In terms of brain health, caffeinated coffee ups alertness and may also improve memory for up to 24 hours after consumption.

Coffee May Give Your Workout a Boost

Several studies have shown that in moderation, caffeine enhances athletic performance. The effects include improved circulation, increases in muscular strength, endurance, and power, plus reduced pain. That may help you push harder during workouts, resulting in better muscle strength and/or endurance improvements.

One study found that consuming coffee plus milk resulted in greater muscle glycogen recovery. (Glycogen is the stored form of glucose and the body's primary energy source.) Adding coffee to a beverage with adequate amounts of carbohydrates increased muscle glycogen resynthesis during the four-hour recovery after exhaustive cycling exercise.

Coffee May Protect Against Dementia

Dementia is a general term that describes when brain function declines. In its early stages, dementia may be difficult to recognize. But it can reach the point where it interferes with a person's ability to perform daily activities.

One study found that drinking coffee may protect against Alzheimer's disease, a condition where dementia symptoms progressively worsen. Coffee may have this protective effect because it seems to slow the process responsible for mental decline.

Another study found that drinking coffee, with or without tea, was associated with a lower risk of not only dementia but also stroke. And even after a stroke, coffee (again with or without tea) was still linked to a lower risk of dementia.

Decaf Coffee Can Also Offer Benefits

Decaf offers health benefits, such as antioxidants, disease protection (including against type 2 diabetes), and even increased alertness.

So if you enjoy coffee but caffeine doesn't agree with you, you can still reap many of coffee's rewards in decaffeinated form.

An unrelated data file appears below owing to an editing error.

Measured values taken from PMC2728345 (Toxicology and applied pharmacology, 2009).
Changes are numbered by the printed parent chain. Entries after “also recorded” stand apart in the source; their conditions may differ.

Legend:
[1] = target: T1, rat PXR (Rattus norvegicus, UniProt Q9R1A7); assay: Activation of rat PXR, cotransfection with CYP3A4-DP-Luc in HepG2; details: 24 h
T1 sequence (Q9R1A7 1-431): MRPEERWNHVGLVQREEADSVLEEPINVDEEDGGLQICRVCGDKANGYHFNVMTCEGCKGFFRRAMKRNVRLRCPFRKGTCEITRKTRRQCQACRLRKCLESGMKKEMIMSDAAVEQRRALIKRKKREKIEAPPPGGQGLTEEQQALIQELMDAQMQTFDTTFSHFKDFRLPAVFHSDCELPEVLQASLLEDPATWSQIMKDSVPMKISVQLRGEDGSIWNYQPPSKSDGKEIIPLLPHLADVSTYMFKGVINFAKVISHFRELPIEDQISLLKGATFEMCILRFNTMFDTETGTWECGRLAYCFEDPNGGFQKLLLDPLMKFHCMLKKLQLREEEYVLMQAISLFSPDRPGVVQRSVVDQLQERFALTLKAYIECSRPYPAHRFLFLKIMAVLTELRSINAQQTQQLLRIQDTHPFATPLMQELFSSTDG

Potential Downsides To Consider

While coffee offers some benefits, it may have some downsides too. As with so many other things, caffeine is best consumed in moderation. Here are the potential side effects of too much caffeine.

Potential Dehydration

Caffeine has long been criticized for contributing to dehydration due to its diuretic effect, which triggers fluid loss. However, research indicates that after about four days of consistent caffeine intake, your body adjusts, which negates the dehydrating effect.

The trick is you have to be consistent. In other words, if you sometimes have one cup of coffee in the morning, sometimes three, or if you occasionally reach for it in the afternoon, you may feel the diuretic side effects, such as headache and low energy.

Cardiovascular Effects

People who are genetically slow metabolizers of caffeine have an increased risk of heart attack, high blood pressure, and prediabetes after increasing caffeinated coffee consumption, whereas fast metabolizers do not carry these risks.

Digestive Irritation

For some people, caffeine can also trigger digestive irritation, including heartburn, as well as an upset stomach, anxiety, rapid heartbeat, and rebound fatigue. Still, coffee consumption does more good than harm.

Pregnancy Outcome

Coffee consumption can also affect pregnancy. Drinking coffee during pregnancy has been linked to low birth weight, pre-term birth, and pregnancy loss.

Best Coffee Practices

Enjoy your coffee, and keep in mind these coffee consumption best practices:

  • Aim for consistency.
  • Don't overdo it—drink no more than five eight-ounce cups a day (the amount in five short cups or 2.5 grande cups from Starbucks).
  • Avoid adding undesirable add-ins like artificial sweeteners or large amounts of added sugar.
  • If you drink regular coffee, don't combine it with other stimulants.
  • Cut off your caffeine intake at least six hours before bed to optimize sleep (even if you think it doesn't affect you).

A Quick Review

If you love coffee, you can sip happily, enjoying its many benefits. Coffee offers antioxidants, a workout boost, and benefits for some chronic diseases, among other things.

As with many things nutrition-related, the best advice is to listen to your body. Try decaf if you suspect that caffeine is triggering some unwanted effects or limiting your performance. And don't forget good old H2O, which should always remain your primary and most consumed beverage.

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22 Sources
Health.com uses only high-quality sources, including peer-reviewed studies, to support the facts within our articles. Read our editorial process to learn more about how we fact-check and keep our content accurate, reliable, and trustworthy.